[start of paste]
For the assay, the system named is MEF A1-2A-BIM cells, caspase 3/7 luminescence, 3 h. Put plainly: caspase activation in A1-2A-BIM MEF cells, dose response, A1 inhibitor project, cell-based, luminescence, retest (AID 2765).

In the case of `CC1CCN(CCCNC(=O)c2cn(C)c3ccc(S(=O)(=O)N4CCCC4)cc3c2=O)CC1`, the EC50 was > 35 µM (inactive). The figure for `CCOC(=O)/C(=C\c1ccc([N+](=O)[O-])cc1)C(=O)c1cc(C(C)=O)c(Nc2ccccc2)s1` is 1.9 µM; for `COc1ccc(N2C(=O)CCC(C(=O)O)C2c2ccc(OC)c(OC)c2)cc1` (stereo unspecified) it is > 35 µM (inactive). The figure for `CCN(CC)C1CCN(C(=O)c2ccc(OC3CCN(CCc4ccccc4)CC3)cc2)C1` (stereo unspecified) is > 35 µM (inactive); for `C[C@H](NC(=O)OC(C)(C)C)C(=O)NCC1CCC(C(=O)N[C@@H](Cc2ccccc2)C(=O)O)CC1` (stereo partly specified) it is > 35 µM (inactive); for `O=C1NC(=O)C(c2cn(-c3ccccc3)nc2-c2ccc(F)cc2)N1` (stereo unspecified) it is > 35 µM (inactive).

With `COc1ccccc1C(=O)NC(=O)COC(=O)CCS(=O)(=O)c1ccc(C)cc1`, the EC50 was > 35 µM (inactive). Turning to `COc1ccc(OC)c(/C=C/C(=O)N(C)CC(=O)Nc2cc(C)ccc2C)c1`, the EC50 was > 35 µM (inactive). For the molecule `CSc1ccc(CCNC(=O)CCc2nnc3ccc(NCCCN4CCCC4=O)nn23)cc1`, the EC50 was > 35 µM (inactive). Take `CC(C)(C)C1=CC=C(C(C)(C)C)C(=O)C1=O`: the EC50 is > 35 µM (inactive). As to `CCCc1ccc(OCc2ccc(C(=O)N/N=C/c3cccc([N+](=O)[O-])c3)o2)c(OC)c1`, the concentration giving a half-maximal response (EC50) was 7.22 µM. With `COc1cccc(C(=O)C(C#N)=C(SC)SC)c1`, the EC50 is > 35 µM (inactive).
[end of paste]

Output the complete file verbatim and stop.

For the assay, the system named is MEF A1-2A-BIM cells, caspase 3/7 luminescence, 3 h. Put plainly: caspase activation in A1-2A-BIM MEF cells, dose response, A1 inhibitor project, cell-based, luminescence, retest (AID 2765).

In the case of `CC1CCN(CCCNC(=O)c2cn(C)c3ccc(S(=O)(=O)N4CCCC4)cc3c2=O)CC1`, the EC50 was > 35 µM (inactive). The figure for `CCOC(=O)/C(=C\c1ccc([N+](=O)[O-])cc1)C(=O)c1cc(C(C)=O)c(Nc2ccccc2)s1` is 1.9 µM; for `COc1ccc(N2C(=O)CCC(C(=O)O)C2c2ccc(OC)c(OC)c2)cc1` (stereo unspecified) it is > 35 µM (inactive). The figure for `CCN(CC)C1CCN(C(=O)c2ccc(OC3CCN(CCc4ccccc4)CC3)cc2)C1` (stereo unspecified) is > 35 µM (inactive); for `C[C@H](NC(=O)OC(C)(C)C)C(=O)NCC1CCC(C(=O)N[C@@H](Cc2ccccc2)C(=O)O)CC1` (stereo partly specified) it is > 35 µM (inactive); for `O=C1NC(=O)C(c2cn(-c3ccccc3)nc2-c2ccc(F)cc2)N1` (stereo unspecified) it is > 35 µM (inactive).

With `COc1ccccc1C(=O)NC(=O)COC(=O)CCS(=O)(=O)c1ccc(C)cc1`, the EC50 was > 35 µM (inactive). Turning to `COc1ccc(OC)c(/C=C/C(=O)N(C)CC(=O)Nc2cc(C)ccc2C)c1`, the EC50 was > 35 µM (inactive). For the molecule `CSc1ccc(CCNC(=O)CCc2nnc3ccc(NCCCN4CCCC4=O)nn23)cc1`, the EC50 was > 35 µM (inactive). Take `CC(C)(C)C1=CC=C(C(C)(C)C)C(=O)C1=O`: the EC50 is > 35 µM (inactive). As to `CCCc1ccc(OCc2ccc(C(=O)N/N=C/c3cccc([N+](=O)[O-])c3)o2)c(OC)c1`, the concentration giving a half-maximal response (EC50) was 7.22 µM. With `COc1cccc(C(=O)C(C#N)=C(SC)SC)c1`, the EC50 is > 35 µM (inactive).